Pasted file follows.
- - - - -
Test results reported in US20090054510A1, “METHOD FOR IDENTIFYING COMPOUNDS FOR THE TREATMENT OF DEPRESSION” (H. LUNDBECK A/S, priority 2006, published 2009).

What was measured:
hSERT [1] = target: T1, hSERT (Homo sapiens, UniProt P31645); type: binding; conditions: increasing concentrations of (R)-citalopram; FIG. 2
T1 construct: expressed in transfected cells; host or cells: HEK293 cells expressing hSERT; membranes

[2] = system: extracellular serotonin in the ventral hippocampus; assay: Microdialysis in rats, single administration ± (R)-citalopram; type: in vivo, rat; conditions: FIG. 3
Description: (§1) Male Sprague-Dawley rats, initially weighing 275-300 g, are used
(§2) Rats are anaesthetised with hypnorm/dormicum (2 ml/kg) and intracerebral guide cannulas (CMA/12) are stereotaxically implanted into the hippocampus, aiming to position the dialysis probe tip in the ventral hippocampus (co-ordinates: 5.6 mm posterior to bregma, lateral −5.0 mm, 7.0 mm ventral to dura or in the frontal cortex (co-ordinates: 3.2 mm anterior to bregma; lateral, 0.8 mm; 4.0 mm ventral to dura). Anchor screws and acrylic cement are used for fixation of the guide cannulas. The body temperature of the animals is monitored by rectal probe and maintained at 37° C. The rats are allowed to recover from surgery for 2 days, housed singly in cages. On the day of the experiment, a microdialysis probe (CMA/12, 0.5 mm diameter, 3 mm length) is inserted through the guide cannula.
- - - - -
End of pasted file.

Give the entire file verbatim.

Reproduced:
Test results reported in US20090054510A1, “METHOD FOR IDENTIFYING COMPOUNDS FOR THE TREATMENT OF DEPRESSION” (H. LUNDBECK A/S, priority 2006, published 2009).

What was measured:
hSERT [1] = target: T1, hSERT (Homo sapiens, UniProt P31645); type: binding; conditions: increasing concentrations of (R)-citalopram; FIG. 2
T1 construct: expressed in transfected cells; host or cells: HEK293 cells expressing hSERT; membranes

[2] = system: extracellular serotonin in the ventral hippocampus; assay: Microdialysis in rats, single administration ± (R)-citalopram; type: in vivo, rat; conditions: FIG. 3
Description: (§1) Male Sprague-Dawley rats, initially weighing 275-300 g, are used
(§2) Rats are anaesthetised with hypnorm/dormicum (2 ml/kg) and intracerebral guide cannulas (CMA/12) are stereotaxically implanted into the hippocampus, aiming to position the dialysis probe tip in the ventral hippocampus (co-ordinates: 5.6 mm posterior to bregma, lateral −5.0 mm, 7.0 mm ventral to dura or in the frontal cortex (co-ordinates: 3.2 mm anterior to bregma; lateral, 0.8 mm; 4.0 mm ventral to dura). Anchor screws and acrylic cement are used for fixation of the guide cannulas. The body temperature of the animals is monitored by rectal probe and maintained at 37° C. The rats are allowed to recover from surgery for 2 days, housed singly in cages. On the day of the experiment, a microdialysis probe (CMA/12, 0.5 mm diameter, 3 mm length) is inserted through the guide cannula.